The fuel/oil mixture for this motor is 24:1.  This works out to be 16 ounces of TCW-3 rated 2 cycle oil for a 6 gallon tank of 87 octaine gasoline.  2 cycle motor oil has evolved over the years.  The current and best 2 cycle oil available today will have a TCW-3 rating.  There is such a thing as TCW-2 and older versions but the advantage of using the newer oil is that you will get better lubrication and less carbon buildup than with the older oils.  The original mixing instructions for these old motors talk about a 16:1 ratio of gasoline to standard 30 weight oil but you must keep in mind that a lot has changed since that time.  TCW-3 is the rating on pretty much any 2 cycle oil you can buy today.  If you have some old TCW-2 oil sitting around, go ahead and use it, maybe with every other tank full untill it is gone.  Also, there is no advantage in using higher octane or leaded fuel so stick with the less expensive 87 octane unleaded gasoline and your motor will be happy.  Newer 2 cycle motors use a 50:1 oil mixture but this is not enough oil for your motor because of the type of bearings is has internally.  Do not use anything less than a 24:1 mixture or you can damage your motor.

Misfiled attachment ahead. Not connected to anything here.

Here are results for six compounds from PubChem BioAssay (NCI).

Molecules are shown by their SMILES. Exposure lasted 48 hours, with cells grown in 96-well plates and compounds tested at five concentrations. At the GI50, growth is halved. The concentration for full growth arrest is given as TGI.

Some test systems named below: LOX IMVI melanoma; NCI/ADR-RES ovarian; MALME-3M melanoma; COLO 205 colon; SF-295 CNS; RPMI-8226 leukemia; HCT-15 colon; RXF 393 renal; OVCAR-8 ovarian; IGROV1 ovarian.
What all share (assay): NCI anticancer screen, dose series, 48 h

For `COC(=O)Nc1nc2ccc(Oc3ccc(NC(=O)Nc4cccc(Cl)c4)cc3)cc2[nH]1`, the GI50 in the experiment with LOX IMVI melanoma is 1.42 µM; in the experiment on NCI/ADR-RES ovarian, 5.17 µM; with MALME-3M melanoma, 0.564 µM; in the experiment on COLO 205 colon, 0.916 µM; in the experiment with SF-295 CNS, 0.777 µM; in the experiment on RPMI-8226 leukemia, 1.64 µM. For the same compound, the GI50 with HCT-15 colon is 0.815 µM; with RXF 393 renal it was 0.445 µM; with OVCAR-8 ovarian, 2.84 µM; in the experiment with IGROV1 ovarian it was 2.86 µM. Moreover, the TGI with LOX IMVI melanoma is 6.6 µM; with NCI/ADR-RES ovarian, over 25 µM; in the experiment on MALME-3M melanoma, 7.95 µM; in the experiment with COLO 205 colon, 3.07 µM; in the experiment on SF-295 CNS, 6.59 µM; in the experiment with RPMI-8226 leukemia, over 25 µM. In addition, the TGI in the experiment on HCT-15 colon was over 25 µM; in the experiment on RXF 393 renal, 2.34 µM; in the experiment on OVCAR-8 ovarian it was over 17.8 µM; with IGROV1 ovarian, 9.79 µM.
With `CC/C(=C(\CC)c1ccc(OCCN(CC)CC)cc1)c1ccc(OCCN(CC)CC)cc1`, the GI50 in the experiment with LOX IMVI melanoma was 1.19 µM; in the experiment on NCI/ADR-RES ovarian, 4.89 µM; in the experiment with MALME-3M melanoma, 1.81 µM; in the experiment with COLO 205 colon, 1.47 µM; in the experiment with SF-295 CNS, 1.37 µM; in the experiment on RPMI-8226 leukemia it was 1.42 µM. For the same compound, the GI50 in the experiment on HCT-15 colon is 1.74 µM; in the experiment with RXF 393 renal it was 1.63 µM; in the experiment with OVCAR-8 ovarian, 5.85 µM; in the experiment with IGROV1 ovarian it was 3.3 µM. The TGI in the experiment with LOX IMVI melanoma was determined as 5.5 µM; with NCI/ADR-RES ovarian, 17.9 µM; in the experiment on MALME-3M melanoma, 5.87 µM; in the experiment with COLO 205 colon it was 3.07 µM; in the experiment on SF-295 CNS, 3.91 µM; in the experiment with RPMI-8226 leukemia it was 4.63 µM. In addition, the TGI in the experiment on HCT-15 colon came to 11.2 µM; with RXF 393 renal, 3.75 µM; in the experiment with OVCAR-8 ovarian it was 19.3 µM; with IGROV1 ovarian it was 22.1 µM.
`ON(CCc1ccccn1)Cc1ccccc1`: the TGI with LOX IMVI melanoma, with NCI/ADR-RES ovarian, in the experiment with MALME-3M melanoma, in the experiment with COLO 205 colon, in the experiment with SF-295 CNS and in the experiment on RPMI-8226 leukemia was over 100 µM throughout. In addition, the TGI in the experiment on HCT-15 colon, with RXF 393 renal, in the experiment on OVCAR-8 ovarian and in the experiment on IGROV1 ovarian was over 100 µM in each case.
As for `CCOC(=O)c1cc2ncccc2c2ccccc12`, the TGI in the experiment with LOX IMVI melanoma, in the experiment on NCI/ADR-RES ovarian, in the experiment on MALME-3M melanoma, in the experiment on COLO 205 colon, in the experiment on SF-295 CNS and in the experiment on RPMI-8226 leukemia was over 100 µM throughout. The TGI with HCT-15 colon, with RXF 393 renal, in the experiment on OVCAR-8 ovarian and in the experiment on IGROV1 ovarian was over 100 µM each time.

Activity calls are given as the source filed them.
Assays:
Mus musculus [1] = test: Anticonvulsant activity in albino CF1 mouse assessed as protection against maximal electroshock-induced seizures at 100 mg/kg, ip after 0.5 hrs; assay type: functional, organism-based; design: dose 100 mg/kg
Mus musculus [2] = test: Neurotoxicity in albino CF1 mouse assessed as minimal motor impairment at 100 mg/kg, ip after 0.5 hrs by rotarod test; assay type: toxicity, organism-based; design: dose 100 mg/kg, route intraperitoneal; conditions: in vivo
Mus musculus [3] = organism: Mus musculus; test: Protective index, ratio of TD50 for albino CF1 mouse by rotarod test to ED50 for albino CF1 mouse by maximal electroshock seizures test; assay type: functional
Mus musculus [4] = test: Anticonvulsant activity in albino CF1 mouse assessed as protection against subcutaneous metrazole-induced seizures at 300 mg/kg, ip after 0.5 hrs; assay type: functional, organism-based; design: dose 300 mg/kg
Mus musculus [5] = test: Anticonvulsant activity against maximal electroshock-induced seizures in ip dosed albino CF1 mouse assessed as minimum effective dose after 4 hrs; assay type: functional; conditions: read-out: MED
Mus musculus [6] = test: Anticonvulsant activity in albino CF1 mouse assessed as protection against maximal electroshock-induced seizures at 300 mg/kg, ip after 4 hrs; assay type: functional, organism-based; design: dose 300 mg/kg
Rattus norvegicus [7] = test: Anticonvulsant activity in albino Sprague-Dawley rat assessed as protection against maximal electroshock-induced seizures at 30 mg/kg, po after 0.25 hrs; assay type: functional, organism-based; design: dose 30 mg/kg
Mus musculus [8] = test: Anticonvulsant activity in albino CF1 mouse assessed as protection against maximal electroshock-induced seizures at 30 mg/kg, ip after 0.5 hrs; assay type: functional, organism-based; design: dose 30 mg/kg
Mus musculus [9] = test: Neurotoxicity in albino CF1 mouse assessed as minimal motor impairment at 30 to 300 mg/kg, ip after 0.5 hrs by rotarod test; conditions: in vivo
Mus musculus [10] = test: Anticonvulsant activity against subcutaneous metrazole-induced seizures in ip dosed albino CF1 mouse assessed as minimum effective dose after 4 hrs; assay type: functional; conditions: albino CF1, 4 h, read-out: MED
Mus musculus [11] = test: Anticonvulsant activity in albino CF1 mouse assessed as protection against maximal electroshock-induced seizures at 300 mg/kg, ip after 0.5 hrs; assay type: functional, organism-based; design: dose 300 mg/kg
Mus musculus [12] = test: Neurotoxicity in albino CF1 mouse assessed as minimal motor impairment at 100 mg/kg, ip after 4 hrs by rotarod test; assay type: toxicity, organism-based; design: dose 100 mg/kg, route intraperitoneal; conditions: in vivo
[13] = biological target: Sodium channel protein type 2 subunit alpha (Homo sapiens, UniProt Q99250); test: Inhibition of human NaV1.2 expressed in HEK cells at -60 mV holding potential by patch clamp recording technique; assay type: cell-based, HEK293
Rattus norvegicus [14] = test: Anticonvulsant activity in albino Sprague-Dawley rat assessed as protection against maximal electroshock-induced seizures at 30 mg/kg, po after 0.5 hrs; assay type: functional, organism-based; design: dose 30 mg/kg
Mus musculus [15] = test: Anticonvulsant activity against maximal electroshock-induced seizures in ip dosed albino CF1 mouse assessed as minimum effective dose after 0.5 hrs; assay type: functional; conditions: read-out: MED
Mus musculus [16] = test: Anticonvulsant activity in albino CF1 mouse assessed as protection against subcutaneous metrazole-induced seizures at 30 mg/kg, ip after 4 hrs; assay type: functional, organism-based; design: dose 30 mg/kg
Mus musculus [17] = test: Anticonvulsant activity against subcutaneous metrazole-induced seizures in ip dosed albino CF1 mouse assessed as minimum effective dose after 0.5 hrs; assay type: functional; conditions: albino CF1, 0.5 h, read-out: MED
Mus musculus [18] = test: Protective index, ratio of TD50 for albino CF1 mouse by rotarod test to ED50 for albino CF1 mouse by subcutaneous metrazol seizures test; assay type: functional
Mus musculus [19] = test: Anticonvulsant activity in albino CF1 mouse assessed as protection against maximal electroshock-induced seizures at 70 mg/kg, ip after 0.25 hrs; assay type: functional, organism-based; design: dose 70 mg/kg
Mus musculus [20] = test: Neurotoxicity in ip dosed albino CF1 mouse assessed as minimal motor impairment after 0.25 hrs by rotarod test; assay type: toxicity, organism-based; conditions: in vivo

Carburetor Tune-up

The carburetor is a simple, cheap, and time-proven device which properly mixes air and fuel before it enters the combustion chamber for ignition.  The carburetor for this motor is the same carburetor that is used on many outboard motors and even Lawn-Boy lawnmowers.  There are many small parts which you do not want to loose so it is best to have a clean and organized work area.